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Easy Chicken Pot Pie Recipe with Homemade Pie Crust

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This easy chicken pot pie recipe is a great way to turn a small amount of leftover chicken into a whole new meal. If you don't have leftover cooked chicken, you can substitute a boneless breast or a couple of boneless chicken thighs. Just dice up your chicken and add it to the onions and celery to cook before adding the broth and vegetables.

chicken pot pie

I like to make a two crust chicken pot pie with homemade crust, but you could also use premade crust if you're in a hurry, or make the pie with a single top crust. The boys love a nice, flaky crust, so for me it's worth a little extra time. I normally use lard or butter for the crust fat, but have also used schmaltz (chicken fat), which makes the crust a little trickier to work with but is delicious. Don't do animal fats? Shortening is fine, too. This type is non-hydrogenated and GMO free. Whichever fat you use, keep it cold. Tiny pockets of intact cold flat bits melt during baking, leaving behind that nice, light, flaky crust.

For the pot pie veggies, I mix and match what I have on hand. Exact amounts don't matter, only that you have enough total volume to fill the pie. Precut frozen veggies work just fine if you are in a hurry. I often use fresh veggies from the garden paired with frozen peas, because peas have such a short season.

Easy Chicken Pot Pie Recipe

Makes one 10 inch pie.

Ingredients

  • Pie crust, enough for top and bottom crust, or a single crust (see below)
  • 1 medium/large onion, chopped
  • 1/4 cup butter
  • 1-2 cloves garlic, minced or run through a garlic press
  • 1 cup diced chicken, cooked or raw
  • 1 quart chicken broth
  • 1 large potato (~2 cups chopped)
  • 2 carrots (~2 cups chopped)
  • 2 stalks celery, chopped
  • 1-2 tablespoons fresh parsley, chopped
  • 1 cup peas
  • 1 cup water mixed with 1/2 cup flour or 1/4 cup cornstarch (for thickening)
  • 1/2 teaspoon curry powder
  • Salt and pepper to taste

Directions

Preheat oven to 350°F.

Saute onions and garlic in butter until glossy and tender. Add chicken and cook through if needed.

Add broth, carrots and potato. Cook until tender. Add celery, parsley and peas.

Mix flour (or cornstarch) and water to form a slurry. Bring broth and vegetable mixture to gentle boil. Pour flour/water mix into broth, stirring constantly, until broth thickens into gravy. NOTE – you may not need quite this much flour and water, depending on your broth and veggies, but this should be about right.

Pour chicken/veggie mixture into prepared crust. Make sure you cut ventilation slits in the top crust before placing it on the pie and sealing it. Crimp the edges of the pie with your fingers, making sure to catch the edge of the pie plate rim with the crust. Bake 45 minutes to one hour, until top is lightly browned and center of pie is bubbling. (Glass pans will take longer to cook.)

Here's the pie just before it goes into the oven. I cover the edges with a pie crust shield and place it on a drip catcher/oven protector to make sure the crust edges don't get burnt and spills don't mess up the oven.) I never make a pie without these two accessories anymore.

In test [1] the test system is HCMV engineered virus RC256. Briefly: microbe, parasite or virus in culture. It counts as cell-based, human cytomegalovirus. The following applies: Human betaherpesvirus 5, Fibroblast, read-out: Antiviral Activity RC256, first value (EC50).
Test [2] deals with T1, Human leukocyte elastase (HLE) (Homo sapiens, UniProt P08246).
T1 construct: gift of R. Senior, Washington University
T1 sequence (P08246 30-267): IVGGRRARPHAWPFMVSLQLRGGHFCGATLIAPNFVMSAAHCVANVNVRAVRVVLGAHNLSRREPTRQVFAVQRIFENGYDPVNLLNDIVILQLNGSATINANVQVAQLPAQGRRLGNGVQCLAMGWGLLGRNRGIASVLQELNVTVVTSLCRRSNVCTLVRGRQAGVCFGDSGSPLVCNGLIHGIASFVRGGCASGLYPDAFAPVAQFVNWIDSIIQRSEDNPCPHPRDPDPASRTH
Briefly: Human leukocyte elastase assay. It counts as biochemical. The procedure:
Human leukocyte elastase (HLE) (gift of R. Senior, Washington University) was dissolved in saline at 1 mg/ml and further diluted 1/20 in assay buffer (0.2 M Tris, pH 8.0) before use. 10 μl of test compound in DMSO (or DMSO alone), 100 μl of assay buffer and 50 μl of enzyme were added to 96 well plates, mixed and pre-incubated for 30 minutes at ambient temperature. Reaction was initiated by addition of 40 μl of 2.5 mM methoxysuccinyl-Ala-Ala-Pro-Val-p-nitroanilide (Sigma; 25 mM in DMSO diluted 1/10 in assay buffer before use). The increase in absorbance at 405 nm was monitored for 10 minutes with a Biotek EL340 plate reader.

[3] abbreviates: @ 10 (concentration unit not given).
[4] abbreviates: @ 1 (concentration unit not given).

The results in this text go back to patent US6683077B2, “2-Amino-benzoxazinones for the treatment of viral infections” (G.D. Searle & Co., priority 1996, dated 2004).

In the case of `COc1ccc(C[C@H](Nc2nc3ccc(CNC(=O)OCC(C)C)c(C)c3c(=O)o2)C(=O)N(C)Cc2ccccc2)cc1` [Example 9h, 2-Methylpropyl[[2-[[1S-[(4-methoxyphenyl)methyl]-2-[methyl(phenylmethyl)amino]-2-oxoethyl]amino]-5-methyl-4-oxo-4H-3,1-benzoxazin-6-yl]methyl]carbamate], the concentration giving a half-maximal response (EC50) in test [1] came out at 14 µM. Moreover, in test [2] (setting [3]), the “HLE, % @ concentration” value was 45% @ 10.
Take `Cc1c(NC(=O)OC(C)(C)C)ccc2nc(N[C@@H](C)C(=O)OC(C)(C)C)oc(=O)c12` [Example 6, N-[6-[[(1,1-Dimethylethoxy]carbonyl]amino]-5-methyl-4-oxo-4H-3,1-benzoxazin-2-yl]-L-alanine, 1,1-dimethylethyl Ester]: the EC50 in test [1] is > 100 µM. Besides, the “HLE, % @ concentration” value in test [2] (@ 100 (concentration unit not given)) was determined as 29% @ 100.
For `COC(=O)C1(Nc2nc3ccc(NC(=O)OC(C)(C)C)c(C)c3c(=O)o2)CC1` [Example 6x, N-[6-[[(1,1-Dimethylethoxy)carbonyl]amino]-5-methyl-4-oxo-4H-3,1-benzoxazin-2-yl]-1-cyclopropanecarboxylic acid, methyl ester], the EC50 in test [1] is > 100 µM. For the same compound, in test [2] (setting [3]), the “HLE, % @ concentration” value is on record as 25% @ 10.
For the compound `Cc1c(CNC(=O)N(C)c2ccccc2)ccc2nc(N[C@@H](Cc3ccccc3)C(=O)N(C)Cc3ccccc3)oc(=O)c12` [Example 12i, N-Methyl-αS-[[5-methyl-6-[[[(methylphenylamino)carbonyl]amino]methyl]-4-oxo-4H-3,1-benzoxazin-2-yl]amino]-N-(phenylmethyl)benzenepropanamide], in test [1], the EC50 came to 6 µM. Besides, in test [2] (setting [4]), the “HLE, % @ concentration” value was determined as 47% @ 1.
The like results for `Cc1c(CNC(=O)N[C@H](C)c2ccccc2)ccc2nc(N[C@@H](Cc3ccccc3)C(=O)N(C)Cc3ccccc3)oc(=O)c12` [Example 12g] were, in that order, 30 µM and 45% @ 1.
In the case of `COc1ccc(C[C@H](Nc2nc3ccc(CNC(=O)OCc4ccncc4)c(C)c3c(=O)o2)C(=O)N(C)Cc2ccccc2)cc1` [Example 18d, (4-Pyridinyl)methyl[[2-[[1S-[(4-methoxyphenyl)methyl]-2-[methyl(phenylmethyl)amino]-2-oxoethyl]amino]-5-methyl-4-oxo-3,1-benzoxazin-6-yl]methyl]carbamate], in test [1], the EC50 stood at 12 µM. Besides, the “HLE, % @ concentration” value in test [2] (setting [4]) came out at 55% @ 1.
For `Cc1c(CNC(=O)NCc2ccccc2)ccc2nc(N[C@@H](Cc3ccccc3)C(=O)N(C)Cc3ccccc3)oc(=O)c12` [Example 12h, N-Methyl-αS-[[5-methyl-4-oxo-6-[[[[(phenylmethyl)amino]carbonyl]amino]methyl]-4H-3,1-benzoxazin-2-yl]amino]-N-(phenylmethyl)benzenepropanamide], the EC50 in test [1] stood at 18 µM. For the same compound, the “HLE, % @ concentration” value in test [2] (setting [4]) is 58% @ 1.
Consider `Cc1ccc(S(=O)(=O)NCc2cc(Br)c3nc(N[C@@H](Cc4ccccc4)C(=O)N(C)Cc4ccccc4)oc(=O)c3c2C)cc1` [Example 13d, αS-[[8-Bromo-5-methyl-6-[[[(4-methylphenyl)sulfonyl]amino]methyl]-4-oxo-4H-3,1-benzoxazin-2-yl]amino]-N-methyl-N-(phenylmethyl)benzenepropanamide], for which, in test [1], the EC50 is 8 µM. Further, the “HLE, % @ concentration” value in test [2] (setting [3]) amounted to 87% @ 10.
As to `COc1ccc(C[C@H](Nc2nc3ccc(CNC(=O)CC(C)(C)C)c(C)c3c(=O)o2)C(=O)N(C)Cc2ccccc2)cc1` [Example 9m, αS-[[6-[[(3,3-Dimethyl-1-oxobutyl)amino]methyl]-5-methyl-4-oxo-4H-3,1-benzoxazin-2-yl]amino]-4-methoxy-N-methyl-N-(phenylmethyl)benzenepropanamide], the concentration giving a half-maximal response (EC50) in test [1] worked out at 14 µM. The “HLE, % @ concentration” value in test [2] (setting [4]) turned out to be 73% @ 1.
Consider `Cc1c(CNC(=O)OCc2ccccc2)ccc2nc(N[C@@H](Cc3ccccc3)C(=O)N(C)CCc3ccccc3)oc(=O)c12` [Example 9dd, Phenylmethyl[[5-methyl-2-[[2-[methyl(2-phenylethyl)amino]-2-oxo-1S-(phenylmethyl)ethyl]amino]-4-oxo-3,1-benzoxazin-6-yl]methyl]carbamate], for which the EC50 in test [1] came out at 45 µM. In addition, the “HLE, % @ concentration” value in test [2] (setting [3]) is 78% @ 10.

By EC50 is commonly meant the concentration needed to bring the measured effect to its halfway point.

pre-bake chicken pot pie

Here's the pie fresh out of the oven. See the nice even browning on the crust?

finished chicken pot pie

You're never going to see big hunks of meat and veggies like that in a store pie, plus the veggies came from my garden and the chicken came from our flock.

chicken pot pie filling

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Easy Chicken Pot Pie

Easy chicken pot pie recipe with flaky, homemade crust, rich broth and plenty of meat and vegetables. Works great to make leftover chicken into a new meal.

  • Author: Laurie Neverman
  • Yield: 8 servings 1x

Ingredients

Scale
  • Pie crust, enough for top and bottom crust or single crust*
  • 1 medium/large onion, chopped
  • 1/4 cup butter
  • 12 cloves garlic, minced or run through a garlic press
  • 1 cup diced chicken, cooked or raw
  • 1 quart chicken broth
  • 1 large potato (2 cups chopped)
  • 2 carrots (2 cups chopped)
  • 2 stalks celery, chopped
  • 12 tablespoons fresh parsley, chopped
  • 1 cup peas
  • 1 cup water mixed with 1/2 cup flour or 1/4 cup cornstarch (for thickening)
  • 1/2 teaspoon curry powder
  • Salt and pepper to taste

Instructions

  1. Preheat oven to 350°F.
  2. Saute onions and garlic in butter until glossy and tender. Add chicken and cook through if needed.
  3. Add broth, carrots and potato. Cook until tender.
  4. Add celery, parsley and peas.
  5. Mix flour and water to form a slurry. Bring broth mixture to gentle boil. Pour flour/water mix into broth, stirring constantly, until broth thickens into gravy. NOTE – you may not need quite this much flour and water, depending on your broth and veggies, but this should be about right.
  6. Pour chicken/veggie mixture into prepared crust. Make sure you cut ventilation slits in the top crust before placing it on the pie and sealing it. Crimp the edges of the pie with your fingers, making sure to catch the edge of the pie plate rim with the crust. Bake 45 minutes to one hour, until top is lightly browned and center of pie is bubbling. (Glass pans will take longer to cook.)